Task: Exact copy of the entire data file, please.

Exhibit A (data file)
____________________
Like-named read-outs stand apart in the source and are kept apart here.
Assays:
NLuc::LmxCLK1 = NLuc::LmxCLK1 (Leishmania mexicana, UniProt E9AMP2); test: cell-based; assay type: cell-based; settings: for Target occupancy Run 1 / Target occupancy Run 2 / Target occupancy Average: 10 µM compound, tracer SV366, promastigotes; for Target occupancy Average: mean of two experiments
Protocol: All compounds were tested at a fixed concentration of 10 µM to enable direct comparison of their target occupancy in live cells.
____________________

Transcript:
Like-named read-outs stand apart in the source and are kept apart here.
Assays:
NLuc::LmxCLK1 = NLuc::LmxCLK1 (Leishmania mexicana, UniProt E9AMP2); test: cell-based; assay type: cell-based; settings: for Target occupancy Run 1 / Target occupancy Run 2 / Target occupancy Average: 10 µM compound, tracer SV366, promastigotes; for Target occupancy Average: mean of two experiments
Protocol: All compounds were tested at a fixed concentration of 10 µM to enable direct comparison of their target occupancy in live cells.